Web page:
Saturday, June 02, 2007

Post Titled: A Brunch like CLUE (minus the Murder.)
Post Sub-Titled: Seattle vs. Berlin or the US vs. Germany
Post Sub-Subtitled: IRAQ... Iraq... Iraq...

Constnatly had to weigh the pros and cons of Seattle and Berlin this morning, (which I do in my own mind quite often anyhow), but today a young Air Force Officer at brunch was leaving the service soon and seriously trying to decide which one he should to move to... so, simple and brief, it goes:

Seattle Pros: Beautiful location, many interesting and intelligent people, great arts and music scene,
Berlin Pros: all of the same minus the ocean and rainforest, but plus the cheap cost of living and an excellent public transit system.
Seattle COns: full of Americans, Rain, crazy people (i.e hipsters, crackheads/junkies, apathy, social clique-ishness...
Berlin CONs: cold, humidity, unemployment, (or difficulty getting work permit or residence permit if you are non-EU), language barriers, Germans (are often) considered to be notoriously hard-to-get-to-know.
so cite a few...
COnsidering that Seattle has one million or so population and Berlin has 4-5 million, I would rate their cultural advantages as almost equal after the adjustment for polulation and size. Jesi said once: "Berlin is like New YOrk in the 80's" - not that I have any way to qualify that statement other than what I saw in Downtown 81 and those graffitti documentaries, but somehow that sounds about right... random, active, broke-ass and unfinished... gimey, decomposing and brightly-colored at the same time... (minus the murder rate, though.)

Brunch at Yorckschlosschen this morning had a most unique lineup: an Author, a rock musician, an Italian Professor of sorts, a Conductor/Composer, a Teacher of many things, and Iraq War Vet, and the "Blogger" (myself.) Such a peculiar lineup constantly reminded me of the characters of the boardgame CLUE... great way to officially start a weekend. I was fascinated by what the Air FOrce guy had to say (he will remain anonymous) but was also quoted via Helen on Freakonomics recently: CLICK HERE.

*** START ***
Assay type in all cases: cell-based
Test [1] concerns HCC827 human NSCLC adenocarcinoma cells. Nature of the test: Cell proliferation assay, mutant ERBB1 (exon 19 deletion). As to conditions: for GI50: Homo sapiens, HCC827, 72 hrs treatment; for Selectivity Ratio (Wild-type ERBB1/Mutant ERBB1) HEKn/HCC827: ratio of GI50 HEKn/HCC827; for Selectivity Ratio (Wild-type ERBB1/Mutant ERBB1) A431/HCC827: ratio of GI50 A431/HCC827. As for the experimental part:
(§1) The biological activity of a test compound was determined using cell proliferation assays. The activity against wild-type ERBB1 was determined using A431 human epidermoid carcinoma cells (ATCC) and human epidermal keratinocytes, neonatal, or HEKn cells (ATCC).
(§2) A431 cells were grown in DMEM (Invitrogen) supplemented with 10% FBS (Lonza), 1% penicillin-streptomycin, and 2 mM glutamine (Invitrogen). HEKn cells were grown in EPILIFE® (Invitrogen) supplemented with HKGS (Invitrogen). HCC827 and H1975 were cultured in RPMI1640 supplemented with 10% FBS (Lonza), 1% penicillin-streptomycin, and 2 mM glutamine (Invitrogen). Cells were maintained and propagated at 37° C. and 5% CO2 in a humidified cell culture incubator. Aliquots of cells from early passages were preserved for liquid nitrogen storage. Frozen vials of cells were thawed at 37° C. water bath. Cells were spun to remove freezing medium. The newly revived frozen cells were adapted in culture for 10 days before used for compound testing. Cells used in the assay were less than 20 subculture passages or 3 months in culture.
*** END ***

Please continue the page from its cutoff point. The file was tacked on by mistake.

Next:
"That country is FUCKED, and we fucked it up. Every day our guys found 20-40 corpses in the streets of Baghdad whose kneecaps and eyeballs had been drilled out with electric drills, then they were shot in the head. How can they be expected to function normallsy living in constant fear if they could be dragged out of their bed in the middle of the night and killed at any time, or their wives or daughters could be raped in front of them? There are just streams of raw sewage running down the streets that you have to avoid stepping in all the time... I mean, yea- Saddam was a horrible dictator but at least then you didn't have stuff like this happening." This was making my stomach turn, it was a strange was a moment in which everything I have ever read in the news sunndenly matched up with someone who had seen it with their own eyes. I hadn't felt so gross about the war since my mom and sister made cookies and we brought them to Landstuhl hospital in the winter of 2004 and saw the wards of injured troops recovering from all manner of injuries sustained in Iraq. It was just yesterday that I had emailed my father that I really had no further ideas, recommendations or comments to add to the Iraq debacle. The young Air Force Officer said "We just have to leave. They (the insurgents) can still rile all these young men against the Americans so long as we are there. I mean, they hate us- and they should hate us, look what we've done!- we've invaded their country and turned it into a nightmare- ! Basically, we need to pull out, and the violence will most likely then escalate to become a full-blown civil war, and then- after a lot more suffering- I think things will at least reach a balance..."

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2 Comments:

Blogger Johanna said...

I guess you were the only real authority on Seattle today...
I'm very curious to see which city will win in the end.

7:48 pm  
Anonymous Jax said...

I wonder if this Air Force gent actually knew what he was talking about or if he is only repeating what he heard about on CNN. I am a former soldier and I served in Baghdad and while there is violence (and of a type not seen in the US)and life is unstable, to say that things were not like this under Saddam is either an enormous misunderstanding or an out and out lie. To say that there was not this kind of torture on an ongoing and pervasive basis under Hussein is so misguided as to be beyonf the point of refuting. If anyone wishes to say there was not raw sewage under Saddam, they need to visit with someone in Sadr City about the streets covered in raw sewage. Soldiers used to see kids playing in the street in the sewage because it was all they had ever known. The US Army cleaned it up and life is better there now. He is entitled to his opinion, but the American people are entitled to the facts as well.

6:58 pm  

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